26 The Roosevelt Corollary was used to justify American armed intervention in the Dominican Republic, Cuba, Haiti, Nicaragua, & MexicoAttempts to maintain order in Latin America led to pro-American regimes that relied on dictatorial rule over its citizensTo enforce order, forestall foreign intervention, and protect U.S. economic interests, the United States intervened in the Caribbean and Central America some 20 times over the next quarter century--namely, in Cuba, the Dominican Republic, Haiti, Mexico, Nicaragua, and Panama. Each intervention followed a common pattern: after intervening to restore order, U.S. forces became embroiled in the countries' internal political disputes. Before exiting, the United States would train and fund a police force and military to maintain order and would sponsor an election intended to put into power a strong leader supportive of American interests. Unfortunately, the men who took power in many of these countries, such as Anastasio Somoza in Nicaragua, Rafael Trujillo in the Dominican Republic, and Francois Duvalier in Haiti, established despotic rule.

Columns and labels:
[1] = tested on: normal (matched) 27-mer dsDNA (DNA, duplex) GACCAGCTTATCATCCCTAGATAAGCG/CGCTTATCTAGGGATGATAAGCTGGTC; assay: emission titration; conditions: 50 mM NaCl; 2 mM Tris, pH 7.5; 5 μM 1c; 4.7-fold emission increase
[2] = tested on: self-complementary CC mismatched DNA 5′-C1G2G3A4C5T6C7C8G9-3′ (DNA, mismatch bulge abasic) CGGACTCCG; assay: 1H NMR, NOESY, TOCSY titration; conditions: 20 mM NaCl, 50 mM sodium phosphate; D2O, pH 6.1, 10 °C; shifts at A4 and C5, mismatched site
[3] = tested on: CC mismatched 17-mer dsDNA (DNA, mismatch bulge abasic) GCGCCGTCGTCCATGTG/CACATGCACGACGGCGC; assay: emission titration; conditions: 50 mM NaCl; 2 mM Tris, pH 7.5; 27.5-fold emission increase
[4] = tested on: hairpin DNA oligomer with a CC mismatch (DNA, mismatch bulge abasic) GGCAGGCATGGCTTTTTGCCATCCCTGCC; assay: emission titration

28 Big Stick DiplomacyForeign policy under TR extended to Asia as well as Latin America:TR negotiated an end to the Russo-Japanese War in 1905 from Portsmouth, NHGentlemen’s Agreement in 1907 limited Japanese immigrationThe Root-Takahira Agreement in 1908 protected America’s Open Door Policy in China
31 Taft and Dollar Diplomacy President Taft took over after TR & continued an aggressive foreign policy, called “Dollar Diplomacy”Use U.S. wealth rather than military strength in foreign policyIn Latin America, U.S. banks assumed debts to EuropeTaft’s attempts to build railroads in China alienated Japan & ended the Open Door Policy6